These and other responses reflect frankly racist myths and misconceptions and conform to stereotypes that many of us had hoped were long ago vanquished. Of great importance, the study also found that “racial bias in pain perception is associated with racial bias in pain treatment recommendations.” 

Explaining the Bias

Myra Christopher
This level of biological ignorance among medical personnel is, as the authors of the study said, “highly surprising.” We would add that it is unacceptable and outrageous. But how does one explain this level of ignorance in otherwise highly intelligent and educated medical students? One can only assume that these data would be similar in other medical schools, although this needs further study. One can speculate that some of this ignorance is related to implicit racially-based biases (which by definition operate at a subconscious level) that all persons exhibit, even doctors. 

There are likely many reasons other than poor medical school pedagogy for this ignorance. According to 2013-2016 American Association of Medical College Statistics, only 7.8% of applicants to U.S. medical schools are African-Americans (compared to 48% whites and 19.3% Asian). Although we do not have data on the racial demographics of the University of Virginia medical school class, one can only wonder if racial and socio-economic factors among the respondents in the study were such that they had little exposure to blacks. This would not be surprising. Many commentators have reported that one of the reasons for persistence of the racial divide in the U.S. is that we are, as the award-winning author David Shipler described in the title of his book, A Country of Strangers. The relatively affluent and privileged applicants that apply to medical school and eventually become doctors likely grow up with little exposure to African-Americans.

Bioethics Response?

It is important to see how we in the bioethics community respond to the University of Virginia and similar studies. Recently, a spate of articles criticizing the relative lack of commentary and activity related to the negative effects of racism in medicine have appeared in the bioethics literature. The April issue of the American Journal of Bioethics focused on this problem. Pointing to a paucity of articles and analysis of the impact of racism on the persistence of health disparities, and the failure of bioethicists to address this issues over time, John Hoberman claims in a recent Hastings Report article that the field of bioethics has a “race problem” and that the “ moral imagination in bioethics has largely failed African-Americans.” The neglect of targeting the obvious injustice of persistence of racially-based health disparities by the sharp analytical and philosophical minds in bioethics is an outrage and must be remedied.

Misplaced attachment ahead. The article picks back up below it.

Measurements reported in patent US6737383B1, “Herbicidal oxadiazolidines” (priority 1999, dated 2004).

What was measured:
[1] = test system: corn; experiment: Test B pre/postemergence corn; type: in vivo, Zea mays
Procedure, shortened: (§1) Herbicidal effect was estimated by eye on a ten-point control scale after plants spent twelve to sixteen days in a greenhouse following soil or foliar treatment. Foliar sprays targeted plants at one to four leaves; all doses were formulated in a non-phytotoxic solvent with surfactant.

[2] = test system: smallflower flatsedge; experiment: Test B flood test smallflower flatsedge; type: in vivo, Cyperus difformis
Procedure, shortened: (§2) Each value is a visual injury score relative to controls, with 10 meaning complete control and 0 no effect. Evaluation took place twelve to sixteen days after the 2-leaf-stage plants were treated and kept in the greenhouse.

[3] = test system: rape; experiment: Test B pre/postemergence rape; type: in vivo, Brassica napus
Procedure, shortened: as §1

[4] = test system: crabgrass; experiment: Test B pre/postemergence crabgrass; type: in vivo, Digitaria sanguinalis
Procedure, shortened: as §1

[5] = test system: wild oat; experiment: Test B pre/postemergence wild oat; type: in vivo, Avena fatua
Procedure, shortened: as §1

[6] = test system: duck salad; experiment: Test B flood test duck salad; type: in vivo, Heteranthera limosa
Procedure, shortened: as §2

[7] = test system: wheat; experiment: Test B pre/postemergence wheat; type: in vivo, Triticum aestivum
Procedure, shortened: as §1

All of us who analyze or deliver healthcare or who create policy to regulate and administer it are obligated to respond to injustice. Not to do so is an outrage. Thomas Jefferson once said: “Do you want to know who you are? Don’t ask. Act! Action will delineate and define you.” These are wise words indeed. Put another way, the persistence of inaction will condemn us as moral failures.

Richard Payne, MD, holds the John B. Francis Chair at the Center for Practical Bioethics and the Esther Colliflower Professor of Medicine and Divinity at Duke Divinity School, Duke University.

Myra Christopher
holds the Kathleen B. Foley Chair in Pain and Palliative Care at the Center for Practical Bioethics.

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Stinging Doctors: Recording Your Own Surgery Wed, 20 Apr 2016 23:26:33 +0000 by Craig Klugman, Ph.D.

Ethel Easter expressed outraged this week at what her health care team said about her during her surgery in Texas last year. She claims that before her operation she was flagged as a difficult patient and instead of talking to her doctors at that time, she hid a recording device in her hair. Listening to the recording after her operation, she heard the medical staff discussing her as a “handful” and making other disparaging comments.